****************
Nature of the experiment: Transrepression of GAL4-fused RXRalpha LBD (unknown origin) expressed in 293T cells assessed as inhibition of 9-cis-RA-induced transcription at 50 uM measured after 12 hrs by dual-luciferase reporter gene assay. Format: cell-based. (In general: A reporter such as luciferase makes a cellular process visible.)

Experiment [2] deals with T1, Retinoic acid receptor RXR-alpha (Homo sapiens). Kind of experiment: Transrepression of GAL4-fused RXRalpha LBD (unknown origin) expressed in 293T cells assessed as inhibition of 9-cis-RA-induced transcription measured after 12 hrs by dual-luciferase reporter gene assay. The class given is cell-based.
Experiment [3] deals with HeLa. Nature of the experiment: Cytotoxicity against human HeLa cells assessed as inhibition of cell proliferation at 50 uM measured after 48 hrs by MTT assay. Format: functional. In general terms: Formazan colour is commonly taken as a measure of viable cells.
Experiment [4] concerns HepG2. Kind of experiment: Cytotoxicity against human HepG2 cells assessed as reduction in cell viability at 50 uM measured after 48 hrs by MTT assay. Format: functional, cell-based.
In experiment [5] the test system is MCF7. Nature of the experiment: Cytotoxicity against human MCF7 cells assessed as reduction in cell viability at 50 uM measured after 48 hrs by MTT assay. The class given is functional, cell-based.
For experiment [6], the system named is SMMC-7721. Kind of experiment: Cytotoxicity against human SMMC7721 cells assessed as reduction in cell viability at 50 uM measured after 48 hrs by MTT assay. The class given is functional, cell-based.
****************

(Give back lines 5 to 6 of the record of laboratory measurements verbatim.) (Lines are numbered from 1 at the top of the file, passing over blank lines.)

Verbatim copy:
In experiment [5] the test system is MCF7. Nature of the experiment: Cytotoxicity against human MCF7 cells assessed as reduction in cell viability at 50 uM measured after 48 hrs by MTT assay. The class given is functional, cell-based.
For experiment [6], the system named is SMMC-7721. Kind of experiment: Cytotoxicity against human SMMC7721 cells assessed as reduction in cell viability at 50 uM measured after 48 hrs by MTT assay. The class given is functional, cell-based.